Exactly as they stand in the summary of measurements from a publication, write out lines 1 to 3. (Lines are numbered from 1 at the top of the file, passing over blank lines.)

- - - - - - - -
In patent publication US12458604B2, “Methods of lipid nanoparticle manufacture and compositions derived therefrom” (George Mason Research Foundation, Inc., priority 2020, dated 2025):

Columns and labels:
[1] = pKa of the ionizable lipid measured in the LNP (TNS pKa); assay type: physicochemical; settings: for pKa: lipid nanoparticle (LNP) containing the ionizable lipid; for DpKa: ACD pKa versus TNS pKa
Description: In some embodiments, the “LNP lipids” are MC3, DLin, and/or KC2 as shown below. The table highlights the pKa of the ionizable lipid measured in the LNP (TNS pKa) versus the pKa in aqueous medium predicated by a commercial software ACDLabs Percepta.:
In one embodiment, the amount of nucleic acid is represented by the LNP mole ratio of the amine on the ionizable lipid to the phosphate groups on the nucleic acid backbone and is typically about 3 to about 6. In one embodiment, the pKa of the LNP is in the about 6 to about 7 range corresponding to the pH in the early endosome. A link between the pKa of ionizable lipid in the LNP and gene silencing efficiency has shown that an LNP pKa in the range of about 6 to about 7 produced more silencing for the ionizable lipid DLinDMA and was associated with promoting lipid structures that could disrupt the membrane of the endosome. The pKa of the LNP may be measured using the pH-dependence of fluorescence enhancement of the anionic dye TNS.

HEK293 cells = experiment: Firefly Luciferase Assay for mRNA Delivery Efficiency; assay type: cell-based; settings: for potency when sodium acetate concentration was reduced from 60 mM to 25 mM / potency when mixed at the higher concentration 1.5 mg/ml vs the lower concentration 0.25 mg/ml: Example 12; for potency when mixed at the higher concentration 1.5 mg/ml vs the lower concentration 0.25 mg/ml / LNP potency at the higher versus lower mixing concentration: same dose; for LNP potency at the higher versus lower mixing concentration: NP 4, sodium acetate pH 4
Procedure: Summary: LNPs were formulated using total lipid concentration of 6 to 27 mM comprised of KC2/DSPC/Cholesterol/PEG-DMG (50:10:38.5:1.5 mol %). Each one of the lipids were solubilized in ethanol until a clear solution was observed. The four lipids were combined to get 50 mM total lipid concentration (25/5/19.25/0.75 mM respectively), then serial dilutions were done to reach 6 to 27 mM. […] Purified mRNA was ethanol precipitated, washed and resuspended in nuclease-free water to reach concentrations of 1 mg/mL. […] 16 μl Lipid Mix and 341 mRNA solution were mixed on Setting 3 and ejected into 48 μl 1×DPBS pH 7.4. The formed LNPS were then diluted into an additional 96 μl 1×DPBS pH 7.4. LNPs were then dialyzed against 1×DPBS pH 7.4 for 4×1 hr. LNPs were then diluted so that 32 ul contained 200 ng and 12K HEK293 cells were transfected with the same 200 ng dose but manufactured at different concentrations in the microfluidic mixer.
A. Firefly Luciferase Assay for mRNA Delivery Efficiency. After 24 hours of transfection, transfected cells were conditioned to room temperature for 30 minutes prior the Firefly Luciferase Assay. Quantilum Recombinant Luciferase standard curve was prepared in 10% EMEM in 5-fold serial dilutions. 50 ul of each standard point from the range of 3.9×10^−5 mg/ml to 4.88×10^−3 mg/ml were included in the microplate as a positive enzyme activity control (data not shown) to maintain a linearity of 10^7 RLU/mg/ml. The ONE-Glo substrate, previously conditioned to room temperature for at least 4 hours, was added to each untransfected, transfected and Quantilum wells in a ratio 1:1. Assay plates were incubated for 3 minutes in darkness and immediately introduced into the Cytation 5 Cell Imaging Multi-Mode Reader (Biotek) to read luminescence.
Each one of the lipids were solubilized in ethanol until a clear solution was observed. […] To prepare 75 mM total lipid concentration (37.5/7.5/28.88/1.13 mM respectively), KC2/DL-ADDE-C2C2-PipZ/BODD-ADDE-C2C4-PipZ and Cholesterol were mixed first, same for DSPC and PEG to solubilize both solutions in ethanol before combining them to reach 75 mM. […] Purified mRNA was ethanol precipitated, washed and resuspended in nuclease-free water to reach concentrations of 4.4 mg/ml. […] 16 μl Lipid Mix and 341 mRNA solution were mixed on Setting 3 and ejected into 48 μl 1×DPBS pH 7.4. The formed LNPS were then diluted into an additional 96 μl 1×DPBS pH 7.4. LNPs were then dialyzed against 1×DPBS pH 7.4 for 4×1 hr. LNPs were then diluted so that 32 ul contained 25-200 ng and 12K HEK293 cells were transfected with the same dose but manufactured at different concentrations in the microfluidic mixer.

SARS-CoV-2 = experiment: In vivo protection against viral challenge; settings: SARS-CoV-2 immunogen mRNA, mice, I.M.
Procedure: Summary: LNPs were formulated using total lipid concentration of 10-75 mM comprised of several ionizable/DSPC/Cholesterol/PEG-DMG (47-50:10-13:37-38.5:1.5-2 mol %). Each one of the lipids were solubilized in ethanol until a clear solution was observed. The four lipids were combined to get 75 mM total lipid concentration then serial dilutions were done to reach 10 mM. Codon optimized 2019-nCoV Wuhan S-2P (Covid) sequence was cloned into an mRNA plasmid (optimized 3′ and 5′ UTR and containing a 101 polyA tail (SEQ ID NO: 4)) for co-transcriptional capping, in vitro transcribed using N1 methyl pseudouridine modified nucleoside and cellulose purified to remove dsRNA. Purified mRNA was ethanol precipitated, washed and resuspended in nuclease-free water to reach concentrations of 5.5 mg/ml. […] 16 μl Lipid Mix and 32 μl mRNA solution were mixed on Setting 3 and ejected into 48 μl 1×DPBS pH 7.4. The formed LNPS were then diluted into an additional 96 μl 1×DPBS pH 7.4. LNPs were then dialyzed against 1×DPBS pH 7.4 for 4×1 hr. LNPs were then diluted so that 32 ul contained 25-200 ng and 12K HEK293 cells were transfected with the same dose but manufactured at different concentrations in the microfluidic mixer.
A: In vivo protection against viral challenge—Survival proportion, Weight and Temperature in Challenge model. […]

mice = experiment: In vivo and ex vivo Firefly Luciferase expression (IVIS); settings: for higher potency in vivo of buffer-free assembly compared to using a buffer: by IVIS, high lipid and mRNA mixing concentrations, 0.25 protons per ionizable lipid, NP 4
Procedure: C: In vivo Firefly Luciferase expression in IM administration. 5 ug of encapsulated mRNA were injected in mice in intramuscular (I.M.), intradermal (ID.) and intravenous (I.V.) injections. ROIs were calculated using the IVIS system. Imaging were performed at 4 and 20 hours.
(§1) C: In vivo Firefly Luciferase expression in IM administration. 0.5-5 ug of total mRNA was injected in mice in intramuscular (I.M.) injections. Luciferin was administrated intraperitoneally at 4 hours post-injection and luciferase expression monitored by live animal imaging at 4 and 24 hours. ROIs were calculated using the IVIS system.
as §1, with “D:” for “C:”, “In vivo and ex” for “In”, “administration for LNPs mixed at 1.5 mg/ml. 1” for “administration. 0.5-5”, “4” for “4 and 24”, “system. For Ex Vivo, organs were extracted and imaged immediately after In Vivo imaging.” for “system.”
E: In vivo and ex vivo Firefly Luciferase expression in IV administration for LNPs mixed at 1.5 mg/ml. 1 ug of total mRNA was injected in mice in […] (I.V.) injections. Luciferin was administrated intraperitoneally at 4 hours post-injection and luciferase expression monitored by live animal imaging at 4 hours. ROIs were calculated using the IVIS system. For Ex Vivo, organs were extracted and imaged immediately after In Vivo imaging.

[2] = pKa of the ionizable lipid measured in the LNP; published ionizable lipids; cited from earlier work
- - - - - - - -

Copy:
In patent publication US12458604B2, “Methods of lipid nanoparticle manufacture and compositions derived therefrom” (George Mason Research Foundation, Inc., priority 2020, dated 2025):

Columns and labels:
[1] = pKa of the ionizable lipid measured in the LNP (TNS pKa); assay type: physicochemical; settings: for pKa: lipid nanoparticle (LNP) containing the ionizable lipid; for DpKa: ACD pKa versus TNS pKa